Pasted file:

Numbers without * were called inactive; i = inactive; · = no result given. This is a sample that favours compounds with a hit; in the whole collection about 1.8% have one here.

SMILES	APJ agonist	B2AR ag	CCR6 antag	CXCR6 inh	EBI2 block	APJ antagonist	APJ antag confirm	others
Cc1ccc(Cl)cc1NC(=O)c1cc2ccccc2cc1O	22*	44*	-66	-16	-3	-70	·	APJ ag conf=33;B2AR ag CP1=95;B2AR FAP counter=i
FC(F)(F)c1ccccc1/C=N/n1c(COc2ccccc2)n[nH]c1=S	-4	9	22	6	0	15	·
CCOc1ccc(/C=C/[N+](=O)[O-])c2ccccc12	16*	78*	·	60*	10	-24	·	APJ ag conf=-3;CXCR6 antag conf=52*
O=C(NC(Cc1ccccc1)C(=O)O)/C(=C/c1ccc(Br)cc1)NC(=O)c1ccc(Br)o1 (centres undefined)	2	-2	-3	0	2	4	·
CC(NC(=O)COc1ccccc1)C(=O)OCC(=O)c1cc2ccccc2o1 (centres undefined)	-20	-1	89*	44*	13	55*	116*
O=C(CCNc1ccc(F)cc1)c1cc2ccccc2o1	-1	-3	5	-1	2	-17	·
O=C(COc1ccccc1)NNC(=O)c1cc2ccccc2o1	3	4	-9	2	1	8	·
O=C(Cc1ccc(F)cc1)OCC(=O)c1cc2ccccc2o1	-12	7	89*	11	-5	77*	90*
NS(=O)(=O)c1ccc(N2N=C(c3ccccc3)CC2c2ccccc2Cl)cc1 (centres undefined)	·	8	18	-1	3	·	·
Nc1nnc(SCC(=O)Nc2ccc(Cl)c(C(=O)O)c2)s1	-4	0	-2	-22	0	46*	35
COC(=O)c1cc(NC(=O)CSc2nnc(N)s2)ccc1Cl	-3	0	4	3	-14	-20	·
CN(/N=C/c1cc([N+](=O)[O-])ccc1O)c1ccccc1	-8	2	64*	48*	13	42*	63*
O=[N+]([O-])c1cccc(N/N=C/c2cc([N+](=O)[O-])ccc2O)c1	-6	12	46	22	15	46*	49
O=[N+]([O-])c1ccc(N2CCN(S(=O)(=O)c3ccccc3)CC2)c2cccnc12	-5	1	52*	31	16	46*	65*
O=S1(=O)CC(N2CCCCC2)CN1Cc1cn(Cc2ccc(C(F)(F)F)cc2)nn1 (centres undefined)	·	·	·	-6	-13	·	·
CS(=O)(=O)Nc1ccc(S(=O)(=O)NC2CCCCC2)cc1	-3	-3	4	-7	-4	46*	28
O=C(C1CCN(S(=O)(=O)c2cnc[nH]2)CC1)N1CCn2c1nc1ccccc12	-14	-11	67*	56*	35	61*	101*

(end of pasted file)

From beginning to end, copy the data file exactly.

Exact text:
Numbers without * were called inactive; i = inactive; · = no result given. This is a sample that favours compounds with a hit; in the whole collection about 1.8% have one here.

SMILES	APJ agonist	B2AR ag	CCR6 antag	CXCR6 inh	EBI2 block	APJ antagonist	APJ antag confirm	others
Cc1ccc(Cl)cc1NC(=O)c1cc2ccccc2cc1O	22*	44*	-66	-16	-3	-70	·	APJ ag conf=33;B2AR ag CP1=95;B2AR FAP counter=i
FC(F)(F)c1ccccc1/C=N/n1c(COc2ccccc2)n[nH]c1=S	-4	9	22	6	0	15	·
CCOc1ccc(/C=C/[N+](=O)[O-])c2ccccc12	16*	78*	·	60*	10	-24	·	APJ ag conf=-3;CXCR6 antag conf=52*
O=C(NC(Cc1ccccc1)C(=O)O)/C(=C/c1ccc(Br)cc1)NC(=O)c1ccc(Br)o1 (centres undefined)	2	-2	-3	0	2	4	·
CC(NC(=O)COc1ccccc1)C(=O)OCC(=O)c1cc2ccccc2o1 (centres undefined)	-20	-1	89*	44*	13	55*	116*
O=C(CCNc1ccc(F)cc1)c1cc2ccccc2o1	-1	-3	5	-1	2	-17	·
O=C(COc1ccccc1)NNC(=O)c1cc2ccccc2o1	3	4	-9	2	1	8	·
O=C(Cc1ccc(F)cc1)OCC(=O)c1cc2ccccc2o1	-12	7	89*	11	-5	77*	90*
NS(=O)(=O)c1ccc(N2N=C(c3ccccc3)CC2c2ccccc2Cl)cc1 (centres undefined)	·	8	18	-1	3	·	·
Nc1nnc(SCC(=O)Nc2ccc(Cl)c(C(=O)O)c2)s1	-4	0	-2	-22	0	46*	35
COC(=O)c1cc(NC(=O)CSc2nnc(N)s2)ccc1Cl	-3	0	4	3	-14	-20	·
CN(/N=C/c1cc([N+](=O)[O-])ccc1O)c1ccccc1	-8	2	64*	48*	13	42*	63*
O=[N+]([O-])c1cccc(N/N=C/c2cc([N+](=O)[O-])ccc2O)c1	-6	12	46	22	15	46*	49
O=[N+]([O-])c1ccc(N2CCN(S(=O)(=O)c3ccccc3)CC2)c2cccnc12	-5	1	52*	31	16	46*	65*
O=S1(=O)CC(N2CCCCC2)CN1Cc1cn(Cc2ccc(C(F)(F)F)cc2)nn1 (centres undefined)	·	·	·	-6	-13	·	·
CS(=O)(=O)Nc1ccc(S(=O)(=O)NC2CCCCC2)cc1	-3	-3	4	-7	-4	46*	28
O=C(C1CCN(S(=O)(=O)c2cnc[nH]2)CC1)N1CCn2c1nc1ccccc12	-14	-11	67*	56*	35	61*	101*